Shorts think that they are way too expensive and will crash, so they go short and have to cover en-mass after another 10 point run; they create even more buying pressure. Traders that short monster stocks do not understand the momentum that earnings expectations and growth cause for a stock’s price. They do not understand supply and demand. A stock that is $300, $400, or $500 based on earnings per share, could still be fundamentally cheaper than a $10 junk stock that has billions of shares floating around with tiny earnings per share.

Sounds great, but where do we find these beasts?

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Reblog: IPO Analysis – PNB Housing Finance

PNB Housing Finance is entering the primary market on Tuesday 25th October 2016, to raise Rs. 3,000 crore, via a fresh issue of equity shares of Rs. 10 each, in the price band of Rs. 750 to Rs. 775 per share. Based on the price discovered, company will issue 3.9 to 4.0 crore equity shares at the upper and lower end of the price band respectively. Representing 23.37% of the post issue paid-up share capital at the upper end, issue closes on Thursday 27th October.

51% subsidiary of Punjab National Bank, PNB Housing Finance is India’s 5th largest home loan provider (after HDFC, LIC Housing, Dewan and Indiabulls Housing) with loan book of Rs. 30,900 crore (30-6-16), 70% of which is housing loans, having average ticket size of Rs. 32 lakh. Average ticket size for non-housing loans, which constitute 30% of the loan book, is Rs 57 lakh. With operations mostly in the urban areas of North, South and West India, its loan book has posted CAGR of 62% between March 2012 to June 2016.

While FY16 revenue grew 52% YoY to Rs. 2,700 crore, Net interest income (NII) jumped 63% YoY to Rs. 840 crore, leading to net profit of Rs. 328 crore and EPS of Rs. 27.58, on equity of Rs. 126.92 crore. Net interest margin (NIM) of 2.98% was clocked in FY16, up from FY15’s 2.94%, while Return on average assets (RoA) stood at 1.35%, up from FY15’s 1.27%.

The stupendous financial performance continued into FY17, with revenue of Rs. 863 crore, NII of Rs. 255 crore and net profit of Rs. 96 crore for the June quarter. Q1FY17 EPS stood at Rs. 7.57. Despite the phenomenal growth, asset quality is has remained intact, infact better than industry average. Gross NPAs, as of 30-6-16, of Rs. 84 crore, represents 0.27% of gross assets.

As of 30-6-16, company had networth of Rs. 2,240 crore, translating to BVPS of Rs. 177. It has only 2 shareholders – parent Punjab National Bank (51%) and Carlyle Group (49%), the latter pursuant to its acquisition of Destimoney Enterprises in Feb 2015. Fresh issue proceeds of Rs. 3,000 crore will augment company’s capital base. Current capital adequacy ratio (CAR) stands at 13.04% vis-à-vis regulatory requirement of 12%.

Given the room which fresh capital will provide the company for further leverage, capital being lifeline for any finance business, FY17 expected EPS is estimated at about Rs. 35 per share. At Rs. 775, company’s market cap will be Rs. 12,837 crore, upon listing, based on expanded equity of Rs. 165.63 crore. Estimated BVPS, as of 31-3-17, is Rs. 340, which translates into PBV multiple of 2.3x, while the PE multiple works out to 22x, based on current year estimates.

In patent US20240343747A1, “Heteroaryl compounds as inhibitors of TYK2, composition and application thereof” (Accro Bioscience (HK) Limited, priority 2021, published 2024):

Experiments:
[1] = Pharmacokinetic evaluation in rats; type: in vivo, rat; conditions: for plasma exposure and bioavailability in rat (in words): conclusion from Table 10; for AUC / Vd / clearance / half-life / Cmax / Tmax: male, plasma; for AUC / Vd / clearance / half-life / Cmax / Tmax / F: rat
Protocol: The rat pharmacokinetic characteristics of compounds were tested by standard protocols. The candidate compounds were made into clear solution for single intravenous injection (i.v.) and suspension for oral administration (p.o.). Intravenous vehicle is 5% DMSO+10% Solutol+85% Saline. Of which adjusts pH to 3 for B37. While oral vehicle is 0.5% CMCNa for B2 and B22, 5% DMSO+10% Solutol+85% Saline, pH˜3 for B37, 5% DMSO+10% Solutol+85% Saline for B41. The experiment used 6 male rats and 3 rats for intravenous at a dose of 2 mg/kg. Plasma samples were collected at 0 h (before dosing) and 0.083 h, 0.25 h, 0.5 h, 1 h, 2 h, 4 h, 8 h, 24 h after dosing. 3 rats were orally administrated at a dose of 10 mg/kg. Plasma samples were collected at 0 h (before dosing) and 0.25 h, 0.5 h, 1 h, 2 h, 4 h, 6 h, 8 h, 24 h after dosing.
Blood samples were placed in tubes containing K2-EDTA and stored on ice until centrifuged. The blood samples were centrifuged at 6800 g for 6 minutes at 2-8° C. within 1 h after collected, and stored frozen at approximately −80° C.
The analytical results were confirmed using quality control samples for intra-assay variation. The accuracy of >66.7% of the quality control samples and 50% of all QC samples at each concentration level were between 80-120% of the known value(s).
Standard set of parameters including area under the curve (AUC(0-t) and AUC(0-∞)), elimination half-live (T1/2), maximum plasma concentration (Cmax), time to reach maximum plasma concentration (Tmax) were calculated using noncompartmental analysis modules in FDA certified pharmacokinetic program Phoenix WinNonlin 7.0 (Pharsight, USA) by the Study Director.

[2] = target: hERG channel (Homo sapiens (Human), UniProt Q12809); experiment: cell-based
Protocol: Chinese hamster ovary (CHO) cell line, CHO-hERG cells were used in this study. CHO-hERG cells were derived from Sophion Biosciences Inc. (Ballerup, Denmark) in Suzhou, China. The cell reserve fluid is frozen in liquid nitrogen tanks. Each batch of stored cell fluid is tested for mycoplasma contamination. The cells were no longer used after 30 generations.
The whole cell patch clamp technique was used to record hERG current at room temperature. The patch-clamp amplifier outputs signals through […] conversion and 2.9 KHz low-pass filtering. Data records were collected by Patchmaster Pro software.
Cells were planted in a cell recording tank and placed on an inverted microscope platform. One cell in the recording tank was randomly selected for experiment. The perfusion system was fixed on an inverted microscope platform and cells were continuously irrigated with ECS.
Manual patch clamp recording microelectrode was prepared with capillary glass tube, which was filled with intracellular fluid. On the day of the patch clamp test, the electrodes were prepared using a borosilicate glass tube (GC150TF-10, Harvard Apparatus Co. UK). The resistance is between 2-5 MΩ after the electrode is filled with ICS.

Below is a comparison with other listed housing finance companies, both bigger and smaller than the company:

Company Name

(Rs. Crore)

Loan Assets



Gross NPA %

Current Market Cap

Mcap % to loan assets



As of 30-6-16

QoQ Growth


YoY growth


YoY growth





LIC Housing


























Indiabulls Housing













PNB Housing













Gruh Finance













Can Fin













* at upper end of price band of Rs. 775 per share

The growth rates which PNB Housing has posting is the highest in the industry (only Can Fin reported higher PAT growth in FY16, but its revenue and loan book growth was much lower). Moreover, PNB Housing’s NPAs have also been under check – 2nd best in the peer set. While net margins and RoE can improve further, based on valuation parameters of PBV multiple (2.3x) and market cap as a % to loan assets (42%), the pricing of the issue appears in-line. Growth visibility in the stock remains very high, given the fresh capital coming into the business, which provides added comfort.

Housing finance industry has been on a growth trajectory, with further headroom for growth. Company’s industry-leading growth coupled with sound fundamental position make it an attractive investment opportunity, albeit softening due to higher base.

Positive sector outlook coupled with stunning growth rates make the issue a subscribe.

Disclosure: No Interest.

The original article is authored by Geetanjali Kedia and is available here.

Nifty ends just below 8,700 amid consolidation; RIL, Cipla fall 2%

Benchmark indices ended lower weighed down by profit taking in financials and index heavyweight Reliance Industries. However, the downslide was limited due to buying interest in select IT and FMCG shares.

The benchmark S&P Sensex closed at 28,077 levels, down 52 points or 0.2%. Nifty50 index slipped 6 points, or 0.1%, to close at 8,693 levels. The broader markets out performed the benchmark indices. The S&P BSE Midcap and Smallcap rose 0.1%-0.3%.

Cipla was the top Sensex loser, down over 3% after the pharma major today lost a case related to overcharging in certain drugs, in violation of the provisions of drug (price control) order, 1995. As per the company’s latest annual report, it had received notices of demand aggregating to Rs 1,768.51 crore.

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Reblog – Getting to Zero: Value and Risk Management

Why it’s valuable to calculate how your investment price can go to zero

Any time you manage other people’s money, risk management should be defined as preventing the permanent impairment of capital. Nothing can be riskier to an equity investor than losing all your money. Anybody who loses sight of this is – quite frankly – both a terrible fiduciary steward and value investor.” – Duncan Farquhar

In a recent article, Science of Hitting discussed the difficulty in adding to your position after Mr. Market plays havoc on the stock’s price and valuation. Making the decision to double down is tough for several reasons.